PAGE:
Retail is not dead and regionally dominant shopping centres offer an attractive value play
- The consumer has taken control of the retail relationship which is putting pressure on retailers’ margins, as they face increased competition and a need to invest in a full reconfiguration of their supply chain to offer an “Omni-channel” distribution model
- This pressure on retailers’ margins is likely to limit rental value growth prospects over the short-term, as traditional bricks and mortar retailers’ space consolidations leave more voids than online pure play retailers establishing a physical presence absorb
- In our view, regionally dominant shopping centres and second-tier tourist-oriented city high streets represent an attractive “value play” for investors, as we feel the entire sector is being tainted by the same doomsday brush despite the fact that the operational performance of these schemes remains strong
- The sector is not without risks, as highlighted by the continued raft of retailer failures and bankruptcies which could be exacerbated if an economic downturn materialised over the short term. In addition, for those schemes that remain viable and in demand, the retailer-landlord relationship has to respond to a shorter retail life cycle and increased ambiguity across ultimate sales channels
- Ultimately, we do not think the developed world will stop consuming but rather that the retail landscape is evolving and store footprints are changing to be focused on the highest footfall locations where retailers can engage with consumers to showcase their brand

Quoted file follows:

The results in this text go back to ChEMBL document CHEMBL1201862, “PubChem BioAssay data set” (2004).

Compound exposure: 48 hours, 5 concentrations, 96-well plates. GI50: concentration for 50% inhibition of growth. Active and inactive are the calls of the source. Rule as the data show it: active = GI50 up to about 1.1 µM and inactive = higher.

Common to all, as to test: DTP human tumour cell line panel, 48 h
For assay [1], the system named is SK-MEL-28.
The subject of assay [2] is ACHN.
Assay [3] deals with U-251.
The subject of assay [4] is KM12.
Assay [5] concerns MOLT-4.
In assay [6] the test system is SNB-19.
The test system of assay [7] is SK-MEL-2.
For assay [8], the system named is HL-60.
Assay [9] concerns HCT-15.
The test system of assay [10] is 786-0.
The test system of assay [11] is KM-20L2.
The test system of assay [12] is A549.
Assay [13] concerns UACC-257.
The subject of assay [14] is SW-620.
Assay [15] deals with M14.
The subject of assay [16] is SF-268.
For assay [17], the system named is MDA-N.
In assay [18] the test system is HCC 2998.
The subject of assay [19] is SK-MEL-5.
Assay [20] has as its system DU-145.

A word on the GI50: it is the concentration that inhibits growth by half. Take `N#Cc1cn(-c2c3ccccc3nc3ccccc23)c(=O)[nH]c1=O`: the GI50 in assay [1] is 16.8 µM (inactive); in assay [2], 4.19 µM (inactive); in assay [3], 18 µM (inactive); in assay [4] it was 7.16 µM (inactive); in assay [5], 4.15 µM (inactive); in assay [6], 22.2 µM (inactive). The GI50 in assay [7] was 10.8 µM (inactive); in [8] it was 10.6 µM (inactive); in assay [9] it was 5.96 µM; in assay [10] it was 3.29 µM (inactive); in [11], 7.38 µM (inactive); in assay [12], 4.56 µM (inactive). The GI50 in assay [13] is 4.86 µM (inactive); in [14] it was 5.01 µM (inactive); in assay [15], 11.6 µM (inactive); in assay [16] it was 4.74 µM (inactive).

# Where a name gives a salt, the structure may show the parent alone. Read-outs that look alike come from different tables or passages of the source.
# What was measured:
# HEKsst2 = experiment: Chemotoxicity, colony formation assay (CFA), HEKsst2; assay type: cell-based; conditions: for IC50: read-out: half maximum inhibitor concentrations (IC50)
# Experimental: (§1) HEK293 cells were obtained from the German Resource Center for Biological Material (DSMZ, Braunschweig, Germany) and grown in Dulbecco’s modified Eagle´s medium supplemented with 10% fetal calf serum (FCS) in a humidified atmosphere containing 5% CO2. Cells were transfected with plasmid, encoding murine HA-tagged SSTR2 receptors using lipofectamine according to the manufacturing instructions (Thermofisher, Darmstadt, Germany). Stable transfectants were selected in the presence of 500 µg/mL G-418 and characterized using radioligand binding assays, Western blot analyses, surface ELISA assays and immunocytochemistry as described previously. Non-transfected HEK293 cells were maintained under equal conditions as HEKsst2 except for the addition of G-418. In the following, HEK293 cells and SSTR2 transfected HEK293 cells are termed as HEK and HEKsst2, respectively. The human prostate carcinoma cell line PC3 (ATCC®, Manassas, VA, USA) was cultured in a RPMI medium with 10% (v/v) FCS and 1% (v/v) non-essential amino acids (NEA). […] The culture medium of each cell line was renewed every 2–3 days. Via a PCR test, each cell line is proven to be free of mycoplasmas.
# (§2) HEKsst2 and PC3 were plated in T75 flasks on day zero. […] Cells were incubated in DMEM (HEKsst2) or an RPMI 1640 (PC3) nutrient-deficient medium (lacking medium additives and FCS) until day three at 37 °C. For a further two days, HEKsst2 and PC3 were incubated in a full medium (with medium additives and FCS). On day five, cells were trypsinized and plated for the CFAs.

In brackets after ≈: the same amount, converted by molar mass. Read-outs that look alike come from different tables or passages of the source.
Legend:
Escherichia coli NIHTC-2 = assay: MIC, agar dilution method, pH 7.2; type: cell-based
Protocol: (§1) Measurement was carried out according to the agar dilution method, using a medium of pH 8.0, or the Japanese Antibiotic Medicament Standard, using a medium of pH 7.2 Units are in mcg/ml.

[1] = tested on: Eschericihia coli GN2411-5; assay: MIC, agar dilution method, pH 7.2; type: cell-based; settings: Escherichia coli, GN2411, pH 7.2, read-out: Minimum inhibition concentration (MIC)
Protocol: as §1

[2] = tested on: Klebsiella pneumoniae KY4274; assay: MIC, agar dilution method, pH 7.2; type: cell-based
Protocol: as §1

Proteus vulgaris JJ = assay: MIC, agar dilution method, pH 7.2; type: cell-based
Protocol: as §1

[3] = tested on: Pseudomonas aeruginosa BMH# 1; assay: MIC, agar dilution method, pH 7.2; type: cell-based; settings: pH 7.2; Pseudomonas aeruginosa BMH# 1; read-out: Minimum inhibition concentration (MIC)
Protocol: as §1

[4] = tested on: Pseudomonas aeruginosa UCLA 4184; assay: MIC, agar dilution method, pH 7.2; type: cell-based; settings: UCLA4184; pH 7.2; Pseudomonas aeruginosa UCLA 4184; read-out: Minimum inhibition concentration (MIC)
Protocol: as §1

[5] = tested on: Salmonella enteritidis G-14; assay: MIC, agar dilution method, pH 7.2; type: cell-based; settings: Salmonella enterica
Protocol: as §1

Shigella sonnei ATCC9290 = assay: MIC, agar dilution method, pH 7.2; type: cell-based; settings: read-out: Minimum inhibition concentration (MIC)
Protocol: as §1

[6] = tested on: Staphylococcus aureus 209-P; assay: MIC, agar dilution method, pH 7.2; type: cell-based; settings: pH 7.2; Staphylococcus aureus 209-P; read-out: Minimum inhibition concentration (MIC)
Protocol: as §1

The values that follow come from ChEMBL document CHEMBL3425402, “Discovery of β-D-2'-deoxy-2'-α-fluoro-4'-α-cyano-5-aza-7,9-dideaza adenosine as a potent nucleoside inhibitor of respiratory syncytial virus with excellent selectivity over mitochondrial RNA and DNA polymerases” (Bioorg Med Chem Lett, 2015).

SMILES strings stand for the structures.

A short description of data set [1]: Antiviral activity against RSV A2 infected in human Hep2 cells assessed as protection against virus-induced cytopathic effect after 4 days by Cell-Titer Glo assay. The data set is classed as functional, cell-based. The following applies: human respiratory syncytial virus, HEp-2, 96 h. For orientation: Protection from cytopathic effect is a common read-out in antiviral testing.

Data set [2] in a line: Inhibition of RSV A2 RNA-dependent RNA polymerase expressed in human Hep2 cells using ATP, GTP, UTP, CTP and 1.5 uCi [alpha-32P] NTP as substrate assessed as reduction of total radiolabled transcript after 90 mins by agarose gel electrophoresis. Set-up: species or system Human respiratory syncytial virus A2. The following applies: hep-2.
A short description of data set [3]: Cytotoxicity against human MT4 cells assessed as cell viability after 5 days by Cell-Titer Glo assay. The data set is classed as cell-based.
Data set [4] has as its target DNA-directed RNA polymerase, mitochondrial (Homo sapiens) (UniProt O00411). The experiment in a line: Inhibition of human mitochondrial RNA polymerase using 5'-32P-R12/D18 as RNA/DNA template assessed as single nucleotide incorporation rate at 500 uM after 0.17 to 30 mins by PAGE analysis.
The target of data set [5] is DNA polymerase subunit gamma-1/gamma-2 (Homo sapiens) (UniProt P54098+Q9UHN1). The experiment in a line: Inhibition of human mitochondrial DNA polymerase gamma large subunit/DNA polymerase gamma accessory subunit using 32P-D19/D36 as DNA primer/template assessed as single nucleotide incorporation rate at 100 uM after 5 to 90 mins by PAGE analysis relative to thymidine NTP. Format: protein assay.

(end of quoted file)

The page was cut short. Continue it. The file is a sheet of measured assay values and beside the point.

- In addition, the rising global middle class and subsequent increase in tourism should continue to support growth in the Factory Outlet Centre (FOC) model, which offers investors a defensive late-cycle play, as it combines the experience, discount and luxury offer being demanded by consumers
The retail market is under pressure as it responds and adapts to the disruptive force of the internet on its traditional business model. However, retail is far from dead as consumers will continue to shop – only in a different manner – and brands which are able to adapt to the new “Omni-channel”1 retail model will end up in a stronger financial position, making them viable credit tenants for retail landlords. Furthermore, this increasingly complex and new retail environment emphasises physical retail formats that cater to either convenience or the retail experience. The latter having become increasingly important to shoppers. During this transition phase, retailers would be extremely vulnerable to an economic recession but we feel the sector has fallen so far out of favour – with limited differentiation by scheme quality – so as to provide an attractive entry point for long-term investors able to cherry pick the top, dominant locations with high footfall which successful retailers will continue to target for occupancy.